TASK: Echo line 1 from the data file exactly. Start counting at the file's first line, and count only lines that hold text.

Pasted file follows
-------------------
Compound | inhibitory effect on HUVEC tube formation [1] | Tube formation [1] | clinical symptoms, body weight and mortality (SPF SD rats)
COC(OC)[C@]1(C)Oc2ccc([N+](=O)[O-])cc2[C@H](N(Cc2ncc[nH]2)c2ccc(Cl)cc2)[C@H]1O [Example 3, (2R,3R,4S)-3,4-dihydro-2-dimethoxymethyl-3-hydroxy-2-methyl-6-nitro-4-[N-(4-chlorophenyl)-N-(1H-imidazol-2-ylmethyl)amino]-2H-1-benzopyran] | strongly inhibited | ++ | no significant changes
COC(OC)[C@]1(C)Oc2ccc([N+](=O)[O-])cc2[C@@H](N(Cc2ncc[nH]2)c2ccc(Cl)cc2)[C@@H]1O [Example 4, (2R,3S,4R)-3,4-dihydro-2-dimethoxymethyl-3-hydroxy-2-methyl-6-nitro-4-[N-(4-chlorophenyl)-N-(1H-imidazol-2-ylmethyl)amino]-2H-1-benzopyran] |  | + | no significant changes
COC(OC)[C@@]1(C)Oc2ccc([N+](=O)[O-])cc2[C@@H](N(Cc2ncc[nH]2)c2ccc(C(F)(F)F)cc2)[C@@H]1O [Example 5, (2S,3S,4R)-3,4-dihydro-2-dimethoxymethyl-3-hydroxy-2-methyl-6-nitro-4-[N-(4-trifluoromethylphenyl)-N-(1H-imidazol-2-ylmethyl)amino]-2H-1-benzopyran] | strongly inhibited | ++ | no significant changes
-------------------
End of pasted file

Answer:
Compound | inhibitory effect on HUVEC tube formation [1] | Tube formation [1] | clinical symptoms, body weight and mortality (SPF SD rats)